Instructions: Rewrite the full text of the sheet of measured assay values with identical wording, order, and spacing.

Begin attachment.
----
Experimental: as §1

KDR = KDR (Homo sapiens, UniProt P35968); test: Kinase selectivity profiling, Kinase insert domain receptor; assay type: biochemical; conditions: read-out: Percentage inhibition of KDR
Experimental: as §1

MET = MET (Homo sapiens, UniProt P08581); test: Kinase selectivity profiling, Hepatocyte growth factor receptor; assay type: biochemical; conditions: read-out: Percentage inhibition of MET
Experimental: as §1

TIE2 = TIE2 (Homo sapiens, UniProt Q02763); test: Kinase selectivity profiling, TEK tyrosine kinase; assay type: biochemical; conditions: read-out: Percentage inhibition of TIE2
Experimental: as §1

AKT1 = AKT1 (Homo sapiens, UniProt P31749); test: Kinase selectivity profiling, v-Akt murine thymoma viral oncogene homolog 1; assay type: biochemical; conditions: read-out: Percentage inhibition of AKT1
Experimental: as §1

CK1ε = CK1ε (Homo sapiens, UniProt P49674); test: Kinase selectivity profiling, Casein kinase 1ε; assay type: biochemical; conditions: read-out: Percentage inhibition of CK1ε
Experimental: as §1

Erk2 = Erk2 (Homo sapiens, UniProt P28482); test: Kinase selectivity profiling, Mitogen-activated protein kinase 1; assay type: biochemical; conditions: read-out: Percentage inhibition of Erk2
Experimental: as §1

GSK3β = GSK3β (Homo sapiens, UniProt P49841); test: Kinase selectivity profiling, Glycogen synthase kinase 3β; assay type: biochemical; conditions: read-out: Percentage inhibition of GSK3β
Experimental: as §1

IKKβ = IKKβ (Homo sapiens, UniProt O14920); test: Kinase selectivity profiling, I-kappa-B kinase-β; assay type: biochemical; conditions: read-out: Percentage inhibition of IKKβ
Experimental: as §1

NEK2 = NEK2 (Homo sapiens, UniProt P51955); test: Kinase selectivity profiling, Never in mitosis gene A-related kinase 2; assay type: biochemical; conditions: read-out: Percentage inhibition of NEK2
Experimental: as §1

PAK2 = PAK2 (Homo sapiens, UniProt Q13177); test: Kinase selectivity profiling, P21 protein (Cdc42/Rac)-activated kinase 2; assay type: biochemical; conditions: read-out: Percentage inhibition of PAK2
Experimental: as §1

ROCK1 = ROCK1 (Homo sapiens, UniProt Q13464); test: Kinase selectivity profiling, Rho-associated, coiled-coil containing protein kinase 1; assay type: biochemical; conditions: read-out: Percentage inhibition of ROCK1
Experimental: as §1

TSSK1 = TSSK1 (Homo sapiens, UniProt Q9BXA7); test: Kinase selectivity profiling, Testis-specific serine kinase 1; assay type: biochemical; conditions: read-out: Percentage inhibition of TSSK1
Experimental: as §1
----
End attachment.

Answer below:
Experimental: as §1

KDR = KDR (Homo sapiens, UniProt P35968); test: Kinase selectivity profiling, Kinase insert domain receptor; assay type: biochemical; conditions: read-out: Percentage inhibition of KDR
Experimental: as §1

MET = MET (Homo sapiens, UniProt P08581); test: Kinase selectivity profiling, Hepatocyte growth factor receptor; assay type: biochemical; conditions: read-out: Percentage inhibition of MET
Experimental: as §1

TIE2 = TIE2 (Homo sapiens, UniProt Q02763); test: Kinase selectivity profiling, TEK tyrosine kinase; assay type: biochemical; conditions: read-out: Percentage inhibition of TIE2
Experimental: as §1

AKT1 = AKT1 (Homo sapiens, UniProt P31749); test: Kinase selectivity profiling, v-Akt murine thymoma viral oncogene homolog 1; assay type: biochemical; conditions: read-out: Percentage inhibition of AKT1
Experimental: as §1

CK1ε = CK1ε (Homo sapiens, UniProt P49674); test: Kinase selectivity profiling, Casein kinase 1ε; assay type: biochemical; conditions: read-out: Percentage inhibition of CK1ε
Experimental: as §1

Erk2 = Erk2 (Homo sapiens, UniProt P28482); test: Kinase selectivity profiling, Mitogen-activated protein kinase 1; assay type: biochemical; conditions: read-out: Percentage inhibition of Erk2
Experimental: as §1

GSK3β = GSK3β (Homo sapiens, UniProt P49841); test: Kinase selectivity profiling, Glycogen synthase kinase 3β; assay type: biochemical; conditions: read-out: Percentage inhibition of GSK3β
Experimental: as §1

IKKβ = IKKβ (Homo sapiens, UniProt O14920); test: Kinase selectivity profiling, I-kappa-B kinase-β; assay type: biochemical; conditions: read-out: Percentage inhibition of IKKβ
Experimental: as §1

NEK2 = NEK2 (Homo sapiens, UniProt P51955); test: Kinase selectivity profiling, Never in mitosis gene A-related kinase 2; assay type: biochemical; conditions: read-out: Percentage inhibition of NEK2
Experimental: as §1

PAK2 = PAK2 (Homo sapiens, UniProt Q13177); test: Kinase selectivity profiling, P21 protein (Cdc42/Rac)-activated kinase 2; assay type: biochemical; conditions: read-out: Percentage inhibition of PAK2
Experimental: as §1

ROCK1 = ROCK1 (Homo sapiens, UniProt Q13464); test: Kinase selectivity profiling, Rho-associated, coiled-coil containing protein kinase 1; assay type: biochemical; conditions: read-out: Percentage inhibition of ROCK1
Experimental: as §1

TSSK1 = TSSK1 (Homo sapiens, UniProt Q9BXA7); test: Kinase selectivity profiling, Testis-specific serine kinase 1; assay type: biochemical; conditions: read-out: Percentage inhibition of TSSK1
Experimental: as §1